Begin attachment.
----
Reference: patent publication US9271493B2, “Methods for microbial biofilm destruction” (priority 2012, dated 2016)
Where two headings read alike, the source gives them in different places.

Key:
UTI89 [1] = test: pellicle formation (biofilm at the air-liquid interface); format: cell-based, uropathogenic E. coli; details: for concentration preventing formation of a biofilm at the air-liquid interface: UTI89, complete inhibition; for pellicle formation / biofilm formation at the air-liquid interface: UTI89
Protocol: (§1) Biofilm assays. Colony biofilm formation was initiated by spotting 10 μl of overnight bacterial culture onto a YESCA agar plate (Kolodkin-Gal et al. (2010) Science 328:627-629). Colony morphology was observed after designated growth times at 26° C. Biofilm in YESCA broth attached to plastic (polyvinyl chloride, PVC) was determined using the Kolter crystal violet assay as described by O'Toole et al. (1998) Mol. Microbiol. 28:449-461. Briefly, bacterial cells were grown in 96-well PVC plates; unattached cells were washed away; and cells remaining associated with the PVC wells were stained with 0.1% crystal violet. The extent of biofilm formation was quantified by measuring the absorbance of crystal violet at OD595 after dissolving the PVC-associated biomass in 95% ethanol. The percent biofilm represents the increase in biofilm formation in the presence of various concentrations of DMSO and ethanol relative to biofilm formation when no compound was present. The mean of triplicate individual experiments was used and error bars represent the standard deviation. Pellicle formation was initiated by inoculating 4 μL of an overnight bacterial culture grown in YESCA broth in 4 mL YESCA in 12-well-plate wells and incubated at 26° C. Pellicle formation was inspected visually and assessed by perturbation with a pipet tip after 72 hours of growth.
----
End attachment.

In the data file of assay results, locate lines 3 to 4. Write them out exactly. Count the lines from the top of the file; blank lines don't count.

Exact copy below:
Key:
UTI89 [1] = test: pellicle formation (biofilm at the air-liquid interface); format: cell-based, uropathogenic E. coli; details: for concentration preventing formation of a biofilm at the air-liquid interface: UTI89, complete inhibition; for pellicle formation / biofilm formation at the air-liquid interface: UTI89